Afghanistan will slip back into its role as the world's premier heroin producer unless the international community hands over promised aid, the ravaged country has warned.
On Friday in Kabul, the Afghan capital, Finance Minister Ghani Ahmadzai unveiled a $2.25bn budget, of which $1.7bn was set aside to rebuild infrastructure flattened by 15 years of conflict.
But more than $1bn still has to be pledged by the countries which previously promised to support the country's rebuilding after the US-led invasion in 2001 to drive out the former Taleban government.
Without that, and money to fill the $234m gap in the $550m cost of normal government business, donors will not only cripple the country's recovery but face a resurgent drug trade at home as well, Mr Ahmadzai warned.
"We will focus on reforms," he told a donor conference in Brussels on Monday, "but we need your assistance in providing predictable finance.
"The narco-mafia state will have the lowest indirect price tag... But it will have the highest indirect costs."
The Taleban government which took power in most of Afghanistan in the mid-1990s stamped down hard on the country's long-established heroin trade.
But with precious few other ways for Afghan farmers to make money, many of them are returning to poppy cultivation.
Kabul is still a dangerous place 16 months on from the US invasion
The Afghan government's warning of dire consequences should the rebuilding grind to a halt should figure largely in the West's strategic calculations, said Dan Plesch, senior research fellow at the Royal United Services Institute.
"Shipping tonnes of heroin at Europe and the US might well be described as a form of asymmetric warfare," he told BBC News Online, using the term often applied to the use of suicide bombs and similar tactics by groups faced with apparently all-powerful military foes.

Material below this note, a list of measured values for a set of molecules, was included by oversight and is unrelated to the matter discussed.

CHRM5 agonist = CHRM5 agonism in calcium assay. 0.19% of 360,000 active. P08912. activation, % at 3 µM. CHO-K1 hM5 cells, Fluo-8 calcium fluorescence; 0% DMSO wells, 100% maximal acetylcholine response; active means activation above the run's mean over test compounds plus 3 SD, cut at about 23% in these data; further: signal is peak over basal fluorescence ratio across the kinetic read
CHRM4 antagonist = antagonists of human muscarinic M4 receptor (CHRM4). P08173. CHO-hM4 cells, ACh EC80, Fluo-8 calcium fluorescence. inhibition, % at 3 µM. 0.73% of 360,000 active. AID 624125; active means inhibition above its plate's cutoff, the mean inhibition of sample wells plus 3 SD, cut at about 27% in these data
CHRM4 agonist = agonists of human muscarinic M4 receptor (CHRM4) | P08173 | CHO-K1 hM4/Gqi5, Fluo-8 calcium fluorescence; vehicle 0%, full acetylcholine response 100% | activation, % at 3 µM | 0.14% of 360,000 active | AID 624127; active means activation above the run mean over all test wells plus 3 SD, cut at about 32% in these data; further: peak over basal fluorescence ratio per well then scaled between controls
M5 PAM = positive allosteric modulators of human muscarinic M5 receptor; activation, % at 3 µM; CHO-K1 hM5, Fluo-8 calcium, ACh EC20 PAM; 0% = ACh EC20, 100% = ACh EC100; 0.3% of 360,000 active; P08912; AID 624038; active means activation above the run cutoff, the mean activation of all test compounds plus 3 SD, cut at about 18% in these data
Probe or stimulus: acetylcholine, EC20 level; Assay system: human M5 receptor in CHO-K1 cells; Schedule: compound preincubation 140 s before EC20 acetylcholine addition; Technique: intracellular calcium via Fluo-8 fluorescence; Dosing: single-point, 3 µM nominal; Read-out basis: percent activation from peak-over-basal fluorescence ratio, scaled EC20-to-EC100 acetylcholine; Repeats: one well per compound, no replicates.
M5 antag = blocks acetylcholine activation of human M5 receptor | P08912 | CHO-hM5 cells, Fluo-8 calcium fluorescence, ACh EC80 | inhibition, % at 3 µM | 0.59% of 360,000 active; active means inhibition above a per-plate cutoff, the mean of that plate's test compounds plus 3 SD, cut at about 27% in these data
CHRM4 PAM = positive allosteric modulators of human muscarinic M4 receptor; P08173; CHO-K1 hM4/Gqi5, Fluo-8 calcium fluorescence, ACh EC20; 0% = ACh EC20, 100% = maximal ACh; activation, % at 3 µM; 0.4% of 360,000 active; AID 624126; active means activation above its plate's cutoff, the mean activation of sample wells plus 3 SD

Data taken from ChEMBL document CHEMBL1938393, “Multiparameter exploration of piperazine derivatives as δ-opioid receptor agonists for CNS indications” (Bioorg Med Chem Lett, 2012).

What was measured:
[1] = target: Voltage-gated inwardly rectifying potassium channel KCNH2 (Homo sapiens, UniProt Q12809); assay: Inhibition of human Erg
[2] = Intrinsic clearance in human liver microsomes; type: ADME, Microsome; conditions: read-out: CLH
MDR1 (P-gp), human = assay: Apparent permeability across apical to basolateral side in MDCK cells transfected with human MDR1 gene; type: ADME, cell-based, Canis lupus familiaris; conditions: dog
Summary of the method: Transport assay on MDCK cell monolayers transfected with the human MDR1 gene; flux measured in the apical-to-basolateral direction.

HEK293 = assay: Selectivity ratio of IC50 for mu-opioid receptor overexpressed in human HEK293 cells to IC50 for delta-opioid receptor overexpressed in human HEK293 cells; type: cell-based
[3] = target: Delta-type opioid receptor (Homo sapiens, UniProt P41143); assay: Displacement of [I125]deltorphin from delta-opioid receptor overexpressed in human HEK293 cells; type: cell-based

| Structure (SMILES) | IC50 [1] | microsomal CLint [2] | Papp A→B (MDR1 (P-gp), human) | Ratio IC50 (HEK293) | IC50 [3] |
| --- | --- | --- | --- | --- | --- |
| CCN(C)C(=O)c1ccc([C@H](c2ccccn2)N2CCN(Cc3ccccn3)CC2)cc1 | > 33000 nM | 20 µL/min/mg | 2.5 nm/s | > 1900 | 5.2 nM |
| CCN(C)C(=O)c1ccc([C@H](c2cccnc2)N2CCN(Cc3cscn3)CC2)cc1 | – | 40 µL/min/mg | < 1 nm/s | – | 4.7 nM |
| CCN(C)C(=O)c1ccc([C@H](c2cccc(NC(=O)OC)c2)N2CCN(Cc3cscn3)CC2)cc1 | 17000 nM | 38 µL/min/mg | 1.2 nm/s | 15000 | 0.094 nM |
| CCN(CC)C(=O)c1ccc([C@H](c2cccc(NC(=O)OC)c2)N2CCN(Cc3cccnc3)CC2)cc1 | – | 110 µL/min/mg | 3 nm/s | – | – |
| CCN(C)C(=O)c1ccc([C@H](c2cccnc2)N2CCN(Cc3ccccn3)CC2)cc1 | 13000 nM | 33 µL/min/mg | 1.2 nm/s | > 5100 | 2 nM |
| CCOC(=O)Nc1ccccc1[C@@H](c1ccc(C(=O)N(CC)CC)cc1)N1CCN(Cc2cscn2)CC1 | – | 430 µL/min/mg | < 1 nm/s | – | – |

As the focus of the so-called "War on Terror" has shifted to Iraq from Afghanistan, he said, it has also switched back from looking at the nuances of non-traditional weapons to old-fashioned guns-and-bombs warfare.
"There's a concentration on high-tech armoury, and a refusal to understand the social and economic warfare that is being waged," he said.
The ongoing campaign by US and local forces against the Taleban and al-Qaeda "remnants" was getting bogged down, he warned.
Short attention span
Mr Ahmadzai's warning has particular resonance, coming just a few hours before the deadline imposed on the UN Security Council by the US, UK and Spain to back their plans to attack Iraq.
Aid agencies and former soldiers have expressed concern that the planning for what to do once the war is over is dangerously incomplete.
Meanwhile, the Afghan government, officials say, is afraid that it will be forgotten in the rush by US and other Western companies to do business with a post-Saddam Iraqi regime.
Much of the country remains in the hands of warlords who pay lip service to their alliance with the US and the government in Kabul, while running their territory effectively as a feudal fiefdom.